What’s Up with That?: Handling road rage: get out of the way, call police



I am writing to address road rage. Just this week, I was traveling southbound on state Highway 503, just north of Northeast 199th Street. I was in the left lane, and an SUV hauling a tractor was in the right lane. Up ahead the light was red. Out of nowhere, a small white pickup appeared on my tail. I was unable to change lanes, and this man was flashing his hazard lights and veering onto the left shoulder as though he was going to shove my car out of his way. I may have said a bad word as I slowed and tapped my brakes. This seemed to inflame the situation, but a Battle Ground police car was at the intersection. The pickup driver backed off and turned.

What is the best way to react in this dangerous situation? I couldn’t get a license number, but could describe the man and his truck. This is the third time I’ve been a victim of road rage in Battle Ground in four years. What’s up with rude and aggressive driving?

— Helen Maffeo, Battle Ground

The question may not be what’s up with rude and aggressive drivers — what’s up is, they’re rude and aggressive. If you must dig deeper, you might call their mothers or wives or therapists to discover the source of this personality problem.

Your first question is the crucial one: What do you do? The Washington State Patrol website, http://www.wsp.wa.gov/traveler/roadrage.htm, covers the subject well, from definitions and symptoms to making reports and fighting back through raised awareness.

It starts with basic safety and sanity tips: Allow plenty of time for your trip. Relax and listen to music. Acknowledge that you can’t control the traffic, just your reaction to it. Make sure you’re driving courteously — leave enough room, don’t tailgate, always use your turn signals.

Here’s where it gets tough, if you’re a road rage victim with any kind of backbone: Swallow your pride. Don’t descend to the aggressive driver’s level. Don’t flip off other drivers. Don’t make eye contact or glare. Move out of the way.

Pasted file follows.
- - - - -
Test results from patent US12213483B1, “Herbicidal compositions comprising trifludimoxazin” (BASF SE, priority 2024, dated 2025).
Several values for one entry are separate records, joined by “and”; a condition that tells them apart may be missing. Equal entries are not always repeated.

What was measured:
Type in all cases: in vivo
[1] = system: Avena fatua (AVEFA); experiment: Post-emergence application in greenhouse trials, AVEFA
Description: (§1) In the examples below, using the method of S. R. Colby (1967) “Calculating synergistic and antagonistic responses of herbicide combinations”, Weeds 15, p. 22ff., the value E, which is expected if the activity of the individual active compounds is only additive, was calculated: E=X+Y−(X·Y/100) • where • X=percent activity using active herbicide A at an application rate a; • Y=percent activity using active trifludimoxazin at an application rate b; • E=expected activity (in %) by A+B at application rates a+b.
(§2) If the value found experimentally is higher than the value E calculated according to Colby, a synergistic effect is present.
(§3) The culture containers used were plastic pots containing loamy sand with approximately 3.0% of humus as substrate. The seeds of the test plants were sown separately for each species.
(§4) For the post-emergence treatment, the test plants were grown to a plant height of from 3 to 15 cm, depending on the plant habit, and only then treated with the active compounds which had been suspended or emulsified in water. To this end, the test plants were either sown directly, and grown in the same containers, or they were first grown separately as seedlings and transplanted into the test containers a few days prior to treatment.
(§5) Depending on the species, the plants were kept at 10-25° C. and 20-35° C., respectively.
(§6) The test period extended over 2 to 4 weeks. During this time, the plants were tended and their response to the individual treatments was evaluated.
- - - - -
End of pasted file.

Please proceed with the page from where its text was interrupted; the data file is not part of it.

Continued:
“Never underestimate the other driver’s capacity for mayhem,” the WSP advises. “Forget about winning. No one wins in a highway crash.”

Do call the police. New laws ban phone calls while driving, but calling 911 is always legal when you’re reporting an emergency — and an aggressive, dangerous driver is definitely considered an emergency. The WSP has an Aggressive Driving Apprehension Team that uses unmarked or unconventional police vehicles equipped with video cameras. The WSP Commercial Vehicle Division does the same.

Even if the incident is in the past — but especially if it’s an ongoing or recurring problem — the WSP wants to know about it. Call the district office for Southwest Washington at 360-260-6333.

Are you a road rager? Symptoms start all the way back at “mentally condemning” or thinking violent thoughts toward other drivers, or venting those thoughts to your passengers. Then there’s deciding you needn’t follow safety rules because you don’t like them (in other words, you’re special). Tailgating, speeding, weaving, racing traffic signals, blowing your horn or flashing lights excessively — that’s full-blown aggressive driving. So is braking to get a tailgater to back off (sorry, Helen), or passing another driver and slowing down to “teach them a lesson.”

The Washington State Patrol points out that anger, impatience and frustration may be the most dangerous drugs on the highway.

— Scott Hewitt